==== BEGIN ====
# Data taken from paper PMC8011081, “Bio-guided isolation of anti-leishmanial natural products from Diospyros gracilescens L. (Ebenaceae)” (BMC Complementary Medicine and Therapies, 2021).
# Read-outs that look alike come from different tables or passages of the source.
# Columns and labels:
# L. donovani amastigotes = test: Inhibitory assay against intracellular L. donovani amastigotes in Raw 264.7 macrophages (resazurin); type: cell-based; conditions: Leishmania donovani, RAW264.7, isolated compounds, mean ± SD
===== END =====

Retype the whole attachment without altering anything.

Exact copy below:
# Data taken from paper PMC8011081, “Bio-guided isolation of anti-leishmanial natural products from Diospyros gracilescens L. (Ebenaceae)” (BMC Complementary Medicine and Therapies, 2021).
# Read-outs that look alike come from different tables or passages of the source.
# Columns and labels:
# L. donovani amastigotes = test: Inhibitory assay against intracellular L. donovani amastigotes in Raw 264.7 macrophages (resazurin); type: cell-based; conditions: Leishmania donovani, RAW264.7, isolated compounds, mean ± SD